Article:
Among American surgeons, William Stewart Halsted (1852–1922) was never the most dexterous or brilliant. Indeed, he wasn’t even minimally reliable during the second half of his forty-two-year surgical career. Offering spurious excuses, he absented himself for long periods from his duties at the Johns Hopkins University Hospital. When on hand, he delegated most operations to a resident, sometimes walking away in the middle of a risky procedure. And he was worse than useless as a classroom teacher, lecturing over the heads of interns and students and treating them with icy disdain. Yet a case can be made that medical posterity owes more to Halsted than to any of his compatriots from colonial times until now.
When Halsted first picked up his scalpel in 1880, general anesthesia with ether had already rendered most surgery painless. A patient, however, was still as likely as not to die from an infection introduced during the procedure. The germ theory of disease was still in dispute, and doctors used tainted hands and knives to excise tissue. But transatlantic advances made by Louis Pasteur, Robert Koch, and Joseph Lister—the last a demigod in Halsted’s eyes—had rendered antiseptic (and later aseptic) surgery feasible; and it was the methodical, uncompromising Halsted, first briefly in New York and then in Baltimore, who established our national model of the sterile operating environment.
Halsted’s “safe surgery,” perfected at Johns Hopkins, included more elements than clean gowns, rubber gloves, sterilized instruments, and disinfected wounds. One priority was the avoidance of trauma to adjacent flesh that could tip the balance unfavorably between ambient bacteria and natural defenses. Adapting the best European practice, which he had witnessed at first hand in 1878–1880, Halsted employed minuscule artery forceps to control bleeding. Through trial and error he improved both the material chosen for sutures and their placement when rejoining opened organs. And his meticulousness extended to lengthy and vigilant postoperative care. As his unprecedented success rate—notably with his innovative procedures for treating breast cancer, hernia, and thyroid disease—became widely known, initial resistance to the instituting of his reforms melted away.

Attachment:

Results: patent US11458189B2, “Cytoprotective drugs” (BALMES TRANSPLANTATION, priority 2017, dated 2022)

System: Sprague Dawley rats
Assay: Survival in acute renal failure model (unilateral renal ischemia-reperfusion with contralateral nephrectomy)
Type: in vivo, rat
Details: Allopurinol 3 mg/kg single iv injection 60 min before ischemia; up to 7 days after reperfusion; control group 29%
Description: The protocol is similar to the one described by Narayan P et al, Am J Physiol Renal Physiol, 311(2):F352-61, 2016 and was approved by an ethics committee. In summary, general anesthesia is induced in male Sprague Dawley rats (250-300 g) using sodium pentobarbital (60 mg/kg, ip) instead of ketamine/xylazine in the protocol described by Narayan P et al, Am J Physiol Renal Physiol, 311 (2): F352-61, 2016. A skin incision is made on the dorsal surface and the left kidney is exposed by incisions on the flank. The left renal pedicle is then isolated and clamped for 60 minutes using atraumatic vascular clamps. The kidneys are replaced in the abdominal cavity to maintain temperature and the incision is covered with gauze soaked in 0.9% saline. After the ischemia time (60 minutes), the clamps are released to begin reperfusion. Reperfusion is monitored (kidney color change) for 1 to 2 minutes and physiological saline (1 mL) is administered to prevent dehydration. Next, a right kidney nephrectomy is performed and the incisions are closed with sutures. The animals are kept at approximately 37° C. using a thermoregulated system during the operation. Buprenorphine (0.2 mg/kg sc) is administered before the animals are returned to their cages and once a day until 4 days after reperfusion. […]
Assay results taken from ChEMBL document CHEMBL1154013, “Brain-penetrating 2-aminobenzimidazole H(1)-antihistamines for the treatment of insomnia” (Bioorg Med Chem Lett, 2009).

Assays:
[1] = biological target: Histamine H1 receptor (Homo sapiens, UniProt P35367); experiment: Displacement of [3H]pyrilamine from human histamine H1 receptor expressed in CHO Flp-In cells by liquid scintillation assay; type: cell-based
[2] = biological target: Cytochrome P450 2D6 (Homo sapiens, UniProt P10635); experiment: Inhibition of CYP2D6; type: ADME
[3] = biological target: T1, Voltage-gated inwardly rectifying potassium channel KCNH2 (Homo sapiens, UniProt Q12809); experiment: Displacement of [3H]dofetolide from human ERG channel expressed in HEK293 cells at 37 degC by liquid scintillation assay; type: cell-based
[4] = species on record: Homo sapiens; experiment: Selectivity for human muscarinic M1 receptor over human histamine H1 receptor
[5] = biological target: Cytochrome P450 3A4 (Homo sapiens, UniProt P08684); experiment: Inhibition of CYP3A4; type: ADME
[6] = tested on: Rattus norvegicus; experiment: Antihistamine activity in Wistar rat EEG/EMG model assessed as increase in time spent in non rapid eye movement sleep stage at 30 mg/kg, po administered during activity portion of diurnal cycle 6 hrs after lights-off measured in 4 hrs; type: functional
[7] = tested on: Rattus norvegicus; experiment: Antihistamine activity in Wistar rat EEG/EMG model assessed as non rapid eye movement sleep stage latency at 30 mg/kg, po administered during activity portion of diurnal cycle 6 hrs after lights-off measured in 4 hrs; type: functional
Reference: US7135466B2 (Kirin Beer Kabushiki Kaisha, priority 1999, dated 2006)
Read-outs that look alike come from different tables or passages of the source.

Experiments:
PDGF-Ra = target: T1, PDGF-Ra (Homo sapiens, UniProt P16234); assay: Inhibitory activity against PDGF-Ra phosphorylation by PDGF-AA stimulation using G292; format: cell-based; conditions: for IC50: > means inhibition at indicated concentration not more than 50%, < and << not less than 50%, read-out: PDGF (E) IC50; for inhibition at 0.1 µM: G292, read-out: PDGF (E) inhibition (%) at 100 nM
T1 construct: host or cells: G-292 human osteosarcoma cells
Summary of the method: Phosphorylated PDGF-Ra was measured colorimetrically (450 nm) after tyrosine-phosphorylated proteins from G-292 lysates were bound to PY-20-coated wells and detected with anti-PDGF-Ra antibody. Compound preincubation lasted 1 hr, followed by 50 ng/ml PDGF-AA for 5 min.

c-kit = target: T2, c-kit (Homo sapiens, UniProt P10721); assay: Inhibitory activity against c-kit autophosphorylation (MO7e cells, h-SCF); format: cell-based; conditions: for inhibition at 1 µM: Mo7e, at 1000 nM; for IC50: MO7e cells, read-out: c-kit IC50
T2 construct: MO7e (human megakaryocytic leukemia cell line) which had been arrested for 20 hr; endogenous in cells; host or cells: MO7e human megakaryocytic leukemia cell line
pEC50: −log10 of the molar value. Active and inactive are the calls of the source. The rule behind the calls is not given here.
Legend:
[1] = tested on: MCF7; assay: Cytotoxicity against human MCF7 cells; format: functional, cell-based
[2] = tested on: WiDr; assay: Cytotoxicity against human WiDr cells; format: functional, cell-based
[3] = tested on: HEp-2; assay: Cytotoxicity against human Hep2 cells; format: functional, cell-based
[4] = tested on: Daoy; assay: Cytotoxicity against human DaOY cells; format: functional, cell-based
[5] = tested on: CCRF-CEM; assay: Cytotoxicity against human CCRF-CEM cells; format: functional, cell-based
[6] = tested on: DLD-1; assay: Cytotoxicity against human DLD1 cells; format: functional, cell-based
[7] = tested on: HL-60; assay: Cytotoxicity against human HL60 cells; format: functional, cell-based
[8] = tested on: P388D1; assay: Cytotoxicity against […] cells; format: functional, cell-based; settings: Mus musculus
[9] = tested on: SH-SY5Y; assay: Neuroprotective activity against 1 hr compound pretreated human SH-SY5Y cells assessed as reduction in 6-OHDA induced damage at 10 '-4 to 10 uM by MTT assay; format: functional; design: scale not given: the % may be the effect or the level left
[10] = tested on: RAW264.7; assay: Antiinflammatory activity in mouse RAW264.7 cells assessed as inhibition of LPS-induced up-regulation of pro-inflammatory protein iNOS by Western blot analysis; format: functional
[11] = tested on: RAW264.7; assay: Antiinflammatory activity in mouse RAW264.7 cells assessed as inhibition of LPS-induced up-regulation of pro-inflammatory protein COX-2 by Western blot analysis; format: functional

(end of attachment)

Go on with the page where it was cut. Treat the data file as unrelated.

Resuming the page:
Meanwhile, however, Halsted’s most original gift to surgery was one that cost him dearly, leading to the seeming contradiction of meticulous attentiveness and undependability. On September 15, 1884, at a Heidelberg conference, the medical world received the electrifying news that a young Viennese ophthalmologist, Carl Koller, had shown how a solution of cocaine, the most active alkaloid of the coca leaf, could numb an eye for surgery without producing unconsciousness or nausea. Halsted wasn’t there, but he read about the event, and six weeks later he was already at work in New York experimenting with cocaine injections in every nerve he could find throughout the body.
Halsted’s trials, executed on himself and twenty-five to thirty of his medical students, produced results that were both encouraging and disturbing. Cocaine proved …
This article is available to subscribers only.
Please choose from one of the options below to access this article:
Purchase a print subscription (20 issues per year) and also receive online access to all articles published within the last five years.
Purchase an Online Edition subscription and receive full access to all articles published by the Review since 1963.
Freud & Cocaine: An Exchange November 10, 2011